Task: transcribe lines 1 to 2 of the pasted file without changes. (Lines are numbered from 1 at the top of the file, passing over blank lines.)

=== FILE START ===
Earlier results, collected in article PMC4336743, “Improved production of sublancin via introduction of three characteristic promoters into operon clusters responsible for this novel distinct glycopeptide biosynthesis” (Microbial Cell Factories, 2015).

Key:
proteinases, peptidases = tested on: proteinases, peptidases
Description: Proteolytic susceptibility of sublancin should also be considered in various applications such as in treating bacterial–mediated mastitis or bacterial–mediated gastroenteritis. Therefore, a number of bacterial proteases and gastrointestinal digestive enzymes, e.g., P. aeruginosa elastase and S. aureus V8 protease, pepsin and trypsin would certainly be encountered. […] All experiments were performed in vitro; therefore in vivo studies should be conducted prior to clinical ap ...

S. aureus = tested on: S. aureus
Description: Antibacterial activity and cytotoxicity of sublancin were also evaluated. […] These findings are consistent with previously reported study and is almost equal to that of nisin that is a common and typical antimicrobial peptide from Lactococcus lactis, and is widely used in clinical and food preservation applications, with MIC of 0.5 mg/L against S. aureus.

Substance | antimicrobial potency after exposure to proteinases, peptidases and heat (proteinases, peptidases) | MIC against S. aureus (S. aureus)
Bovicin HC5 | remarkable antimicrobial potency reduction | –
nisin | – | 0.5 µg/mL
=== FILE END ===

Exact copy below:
Earlier results, collected in article PMC4336743, “Improved production of sublancin via introduction of three characteristic promoters into operon clusters responsible for this novel distinct glycopeptide biosynthesis” (Microbial Cell Factories, 2015).

Key: